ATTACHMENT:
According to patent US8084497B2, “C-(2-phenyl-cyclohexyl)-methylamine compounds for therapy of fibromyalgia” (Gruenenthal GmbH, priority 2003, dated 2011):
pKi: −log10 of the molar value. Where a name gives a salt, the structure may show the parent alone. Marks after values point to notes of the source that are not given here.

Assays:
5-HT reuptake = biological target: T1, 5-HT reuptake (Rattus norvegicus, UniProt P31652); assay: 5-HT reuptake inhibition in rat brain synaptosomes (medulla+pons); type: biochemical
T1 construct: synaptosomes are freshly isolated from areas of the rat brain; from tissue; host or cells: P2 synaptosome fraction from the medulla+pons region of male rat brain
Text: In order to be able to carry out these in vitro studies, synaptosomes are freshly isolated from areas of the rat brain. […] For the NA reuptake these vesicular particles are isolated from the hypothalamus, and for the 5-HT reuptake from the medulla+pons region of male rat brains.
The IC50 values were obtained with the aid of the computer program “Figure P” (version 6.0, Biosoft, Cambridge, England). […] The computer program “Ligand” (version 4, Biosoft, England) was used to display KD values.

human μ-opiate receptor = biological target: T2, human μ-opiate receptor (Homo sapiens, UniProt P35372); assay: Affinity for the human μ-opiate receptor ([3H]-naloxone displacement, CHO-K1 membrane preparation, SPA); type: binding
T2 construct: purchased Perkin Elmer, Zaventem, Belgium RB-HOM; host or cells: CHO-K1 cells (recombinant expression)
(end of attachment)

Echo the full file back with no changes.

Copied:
According to patent US8084497B2, “C-(2-phenyl-cyclohexyl)-methylamine compounds for therapy of fibromyalgia” (Gruenenthal GmbH, priority 2003, dated 2011):
pKi: −log10 of the molar value. Where a name gives a salt, the structure may show the parent alone. Marks after values point to notes of the source that are not given here.

Assays:
5-HT reuptake = biological target: T1, 5-HT reuptake (Rattus norvegicus, UniProt P31652); assay: 5-HT reuptake inhibition in rat brain synaptosomes (medulla+pons); type: biochemical
T1 construct: synaptosomes are freshly isolated from areas of the rat brain; from tissue; host or cells: P2 synaptosome fraction from the medulla+pons region of male rat brain
Text: In order to be able to carry out these in vitro studies, synaptosomes are freshly isolated from areas of the rat brain. […] For the NA reuptake these vesicular particles are isolated from the hypothalamus, and for the 5-HT reuptake from the medulla+pons region of male rat brains.
The IC50 values were obtained with the aid of the computer program “Figure P” (version 6.0, Biosoft, Cambridge, England). […] The computer program “Ligand” (version 4, Biosoft, England) was used to display KD values.

human μ-opiate receptor = biological target: T2, human μ-opiate receptor (Homo sapiens, UniProt P35372); assay: Affinity for the human μ-opiate receptor ([3H]-naloxone displacement, CHO-K1 membrane preparation, SPA); type: binding
T2 construct: purchased Perkin Elmer, Zaventem, Belgium RB-HOM; host or cells: CHO-K1 cells (recombinant expression)